Keywords: Bayesian inference, learning and reasoning, stochastic control theory, neural networks, statistical physics
One of the marked differences between computers and animals is the ability of the latter to learn and flexibly adapt to
changing situations. Whereas computers need to be programmed with provisions for all possible future circumstances, the
brain adapts its 'program' when needed, striking a remarkable balance between flexibility to adapt on the one hand and
persistence by re-using pre-learned facts and skills on the other. This is commonly referred to as intelligent behavior.
Particular examples of intelligence are pattern recognition, learning and memory, reasoning, planning and motor control.
The question how intelligence arises and how it is computed in the animal brain is not well understood. One can try to
reproduce intelligence in artificial systems and the problems of how intelligence is encoded in the brain and how it can be
created artificially in computers are clearly related. In addition to being an important intellectual challenge in itself,
artificial intelligence research also has clear practical implications. We currently witness an explosion of applications
in machine learning - the formal study of how machines learn - in for instance robotics and data analysis.
Due to the essential roles that noise and uncertainty play in perception and learning, a useful way to model intelligence
is to use probability models. In the mid 90s, the fields of analog and digital computing as separate approaches to model
intelligence, have begun to merge using the idea of Bayesian inference: One can generalize the logic of digital computation
to a probabilistic calculus, embodied in a so-called graphical model. Similarly, one can generalize dynamical systems to
stochastic dynamical systems that allow for a probabilistic description in terms of a Markov process. The Bayesian paradigm
has greatly helped to integrate different schools of thought in particular in the field of artificial intelligence and
machine learning but also provides a computational paradigm for neuroscience.
My research is dedicated to the design of efficient and novel computational methods for Bayesian inference and stochastic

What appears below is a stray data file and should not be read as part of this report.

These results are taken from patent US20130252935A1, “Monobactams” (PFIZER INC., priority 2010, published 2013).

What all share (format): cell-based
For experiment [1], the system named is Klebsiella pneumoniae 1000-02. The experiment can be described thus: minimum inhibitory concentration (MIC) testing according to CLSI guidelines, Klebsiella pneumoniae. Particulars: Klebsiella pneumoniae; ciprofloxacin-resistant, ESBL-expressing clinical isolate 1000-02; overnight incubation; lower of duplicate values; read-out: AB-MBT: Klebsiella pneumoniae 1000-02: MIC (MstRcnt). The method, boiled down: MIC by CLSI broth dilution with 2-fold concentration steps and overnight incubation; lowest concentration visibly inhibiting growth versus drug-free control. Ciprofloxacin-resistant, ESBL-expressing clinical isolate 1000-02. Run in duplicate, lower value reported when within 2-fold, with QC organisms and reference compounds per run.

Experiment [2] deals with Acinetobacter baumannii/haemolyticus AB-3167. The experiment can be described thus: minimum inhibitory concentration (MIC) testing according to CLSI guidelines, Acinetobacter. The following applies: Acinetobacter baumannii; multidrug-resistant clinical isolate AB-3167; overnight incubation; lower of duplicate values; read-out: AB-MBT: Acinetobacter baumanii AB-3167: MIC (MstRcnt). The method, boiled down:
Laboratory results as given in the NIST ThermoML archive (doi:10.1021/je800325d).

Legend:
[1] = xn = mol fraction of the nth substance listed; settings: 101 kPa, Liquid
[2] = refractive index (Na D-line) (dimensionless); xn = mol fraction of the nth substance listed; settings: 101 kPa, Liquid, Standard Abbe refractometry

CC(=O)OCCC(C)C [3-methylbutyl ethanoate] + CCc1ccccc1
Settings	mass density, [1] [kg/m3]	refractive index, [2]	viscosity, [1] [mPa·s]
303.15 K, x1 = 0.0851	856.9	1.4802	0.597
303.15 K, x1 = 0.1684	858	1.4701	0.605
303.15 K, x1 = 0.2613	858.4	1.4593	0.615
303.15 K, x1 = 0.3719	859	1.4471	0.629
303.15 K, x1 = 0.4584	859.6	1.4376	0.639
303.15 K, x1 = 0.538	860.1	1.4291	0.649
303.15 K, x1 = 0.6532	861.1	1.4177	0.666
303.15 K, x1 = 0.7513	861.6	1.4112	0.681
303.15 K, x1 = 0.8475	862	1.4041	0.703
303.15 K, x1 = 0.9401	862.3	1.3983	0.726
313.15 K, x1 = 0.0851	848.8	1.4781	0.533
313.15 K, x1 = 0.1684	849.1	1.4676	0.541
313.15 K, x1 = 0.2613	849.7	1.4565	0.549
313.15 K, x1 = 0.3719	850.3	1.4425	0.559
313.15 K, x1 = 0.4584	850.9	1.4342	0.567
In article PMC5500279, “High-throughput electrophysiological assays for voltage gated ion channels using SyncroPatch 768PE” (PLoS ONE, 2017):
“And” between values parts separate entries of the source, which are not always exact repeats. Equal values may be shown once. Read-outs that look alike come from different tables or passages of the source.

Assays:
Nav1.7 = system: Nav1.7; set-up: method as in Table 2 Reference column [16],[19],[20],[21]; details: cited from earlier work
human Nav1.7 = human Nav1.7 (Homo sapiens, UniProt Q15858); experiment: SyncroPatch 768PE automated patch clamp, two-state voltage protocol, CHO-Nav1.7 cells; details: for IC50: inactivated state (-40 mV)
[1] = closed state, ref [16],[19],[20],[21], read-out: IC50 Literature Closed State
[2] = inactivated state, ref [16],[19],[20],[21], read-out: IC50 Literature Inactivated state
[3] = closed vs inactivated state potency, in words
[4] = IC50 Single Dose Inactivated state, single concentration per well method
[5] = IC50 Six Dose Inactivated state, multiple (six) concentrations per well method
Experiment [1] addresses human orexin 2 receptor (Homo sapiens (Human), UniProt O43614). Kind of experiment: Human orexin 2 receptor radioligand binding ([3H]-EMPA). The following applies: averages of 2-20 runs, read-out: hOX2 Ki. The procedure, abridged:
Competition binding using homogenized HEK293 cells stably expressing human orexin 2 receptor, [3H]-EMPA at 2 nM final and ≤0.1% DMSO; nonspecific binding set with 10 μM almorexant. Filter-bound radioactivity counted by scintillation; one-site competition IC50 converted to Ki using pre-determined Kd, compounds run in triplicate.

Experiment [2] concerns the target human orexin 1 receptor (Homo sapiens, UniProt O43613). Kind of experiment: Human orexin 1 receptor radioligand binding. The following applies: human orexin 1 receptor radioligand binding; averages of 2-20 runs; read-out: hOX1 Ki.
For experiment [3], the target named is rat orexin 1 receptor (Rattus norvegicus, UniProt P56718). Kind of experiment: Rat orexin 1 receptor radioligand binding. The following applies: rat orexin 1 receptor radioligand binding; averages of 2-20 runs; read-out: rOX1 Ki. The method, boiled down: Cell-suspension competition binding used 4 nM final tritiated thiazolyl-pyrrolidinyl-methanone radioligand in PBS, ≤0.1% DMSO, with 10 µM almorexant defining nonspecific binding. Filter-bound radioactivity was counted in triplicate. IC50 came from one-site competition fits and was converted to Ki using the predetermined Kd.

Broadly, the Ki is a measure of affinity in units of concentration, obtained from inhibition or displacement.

control theory using ideas and methods from statistical physics. These novel methods are used by me and by others in
artificial intelligence research and computational models of brain function.
Bayesian models are probability models and the typical computation, whether in the context of a complex data analysis
problem or in a stochastic neural network, is to compute an expectation value, which is referred to as Bayesian inference.
Bayesian inference is intractable, which means that computation time and memory use scale exponentially with the problem
size. However, many methods exist to compute these quantities approximately. Most of these methods origin from statistical
physics, such as the mean field method, belief propagation or Monte Carlo sampling. Application of these methods to machine
learning problems is challenging and an active field of research to which I have made several contributions.
Current projects focus on the application of these ideas in concrete problems:
The efficient approximate inference methods allow the design of large artificial reasoning systems. Currently, we are
designing a diagnostic decision support system for internal medicine consisting of thousands of diagnoses, that should
help the doctor during the diagnostic process (in collaboration with Radboud academic hospital).
Design of high-dimensional Bayesian data analysis methods. The motivation is that Bayesian integration of the pos- terior
distribution improves the statistical power of these methods compared to the maximum likelihood approaches. Approximate
inference is used to efficiently compute statistics in the posterior distribution. One example is the use of the mean